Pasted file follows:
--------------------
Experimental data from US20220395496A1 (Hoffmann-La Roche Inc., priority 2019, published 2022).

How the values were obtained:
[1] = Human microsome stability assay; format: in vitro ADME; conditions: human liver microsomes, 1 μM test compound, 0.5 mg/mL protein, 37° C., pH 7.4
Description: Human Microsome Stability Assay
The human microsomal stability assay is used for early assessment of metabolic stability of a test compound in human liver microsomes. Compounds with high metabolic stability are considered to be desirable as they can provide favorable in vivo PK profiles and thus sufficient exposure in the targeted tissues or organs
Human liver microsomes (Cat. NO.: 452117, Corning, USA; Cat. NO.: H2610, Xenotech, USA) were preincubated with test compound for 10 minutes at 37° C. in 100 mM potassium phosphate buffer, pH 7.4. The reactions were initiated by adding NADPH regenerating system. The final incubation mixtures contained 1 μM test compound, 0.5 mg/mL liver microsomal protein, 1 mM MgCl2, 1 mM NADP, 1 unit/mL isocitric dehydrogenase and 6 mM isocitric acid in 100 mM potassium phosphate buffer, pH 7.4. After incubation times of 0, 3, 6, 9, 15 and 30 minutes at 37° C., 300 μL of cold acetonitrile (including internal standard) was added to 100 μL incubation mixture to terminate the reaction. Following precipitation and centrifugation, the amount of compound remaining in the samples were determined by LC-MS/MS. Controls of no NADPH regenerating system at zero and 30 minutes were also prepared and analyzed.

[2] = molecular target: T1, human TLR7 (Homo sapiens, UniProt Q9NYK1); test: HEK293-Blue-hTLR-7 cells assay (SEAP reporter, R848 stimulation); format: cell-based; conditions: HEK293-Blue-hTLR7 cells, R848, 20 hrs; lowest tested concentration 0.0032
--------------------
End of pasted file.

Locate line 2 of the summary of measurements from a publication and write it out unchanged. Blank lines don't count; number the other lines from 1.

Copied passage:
How the values were obtained: